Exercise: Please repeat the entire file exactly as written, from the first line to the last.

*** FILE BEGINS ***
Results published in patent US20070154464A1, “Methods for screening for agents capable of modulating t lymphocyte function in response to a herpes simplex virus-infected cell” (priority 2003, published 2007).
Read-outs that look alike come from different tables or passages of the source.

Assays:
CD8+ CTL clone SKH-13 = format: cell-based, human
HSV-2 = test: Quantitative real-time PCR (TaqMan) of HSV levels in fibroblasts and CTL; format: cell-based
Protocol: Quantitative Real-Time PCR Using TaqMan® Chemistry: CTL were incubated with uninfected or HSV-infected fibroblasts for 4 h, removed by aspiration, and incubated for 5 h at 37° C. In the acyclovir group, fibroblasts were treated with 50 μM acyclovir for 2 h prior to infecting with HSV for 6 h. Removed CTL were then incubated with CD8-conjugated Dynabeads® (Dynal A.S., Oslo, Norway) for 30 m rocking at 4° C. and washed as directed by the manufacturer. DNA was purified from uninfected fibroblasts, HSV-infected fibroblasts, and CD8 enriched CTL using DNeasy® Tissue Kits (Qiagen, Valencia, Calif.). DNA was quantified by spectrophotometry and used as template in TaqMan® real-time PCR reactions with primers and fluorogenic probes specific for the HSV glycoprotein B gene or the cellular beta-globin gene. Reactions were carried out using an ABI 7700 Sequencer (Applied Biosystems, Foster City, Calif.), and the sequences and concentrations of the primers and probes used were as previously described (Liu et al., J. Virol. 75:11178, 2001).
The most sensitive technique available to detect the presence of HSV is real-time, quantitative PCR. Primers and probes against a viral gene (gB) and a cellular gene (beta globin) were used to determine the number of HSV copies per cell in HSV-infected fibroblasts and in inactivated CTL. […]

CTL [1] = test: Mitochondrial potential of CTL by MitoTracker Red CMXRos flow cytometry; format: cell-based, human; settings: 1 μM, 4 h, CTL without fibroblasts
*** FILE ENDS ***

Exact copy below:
Results published in patent US20070154464A1, “Methods for screening for agents capable of modulating t lymphocyte function in response to a herpes simplex virus-infected cell” (priority 2003, published 2007).
Read-outs that look alike come from different tables or passages of the source.

Assays:
CD8+ CTL clone SKH-13 = format: cell-based, human
HSV-2 = test: Quantitative real-time PCR (TaqMan) of HSV levels in fibroblasts and CTL; format: cell-based
Protocol: Quantitative Real-Time PCR Using TaqMan® Chemistry: CTL were incubated with uninfected or HSV-infected fibroblasts for 4 h, removed by aspiration, and incubated for 5 h at 37° C. In the acyclovir group, fibroblasts were treated with 50 μM acyclovir for 2 h prior to infecting with HSV for 6 h. Removed CTL were then incubated with CD8-conjugated Dynabeads® (Dynal A.S., Oslo, Norway) for 30 m rocking at 4° C. and washed as directed by the manufacturer. DNA was purified from uninfected fibroblasts, HSV-infected fibroblasts, and CD8 enriched CTL using DNeasy® Tissue Kits (Qiagen, Valencia, Calif.). DNA was quantified by spectrophotometry and used as template in TaqMan® real-time PCR reactions with primers and fluorogenic probes specific for the HSV glycoprotein B gene or the cellular beta-globin gene. Reactions were carried out using an ABI 7700 Sequencer (Applied Biosystems, Foster City, Calif.), and the sequences and concentrations of the primers and probes used were as previously described (Liu et al., J. Virol. 75:11178, 2001).
The most sensitive technique available to detect the presence of HSV is real-time, quantitative PCR. Primers and probes against a viral gene (gB) and a cellular gene (beta globin) were used to determine the number of HSV copies per cell in HSV-infected fibroblasts and in inactivated CTL. […]

CTL [1] = test: Mitochondrial potential of CTL by MitoTracker Red CMXRos flow cytometry; format: cell-based, human; settings: 1 μM, 4 h, CTL without fibroblasts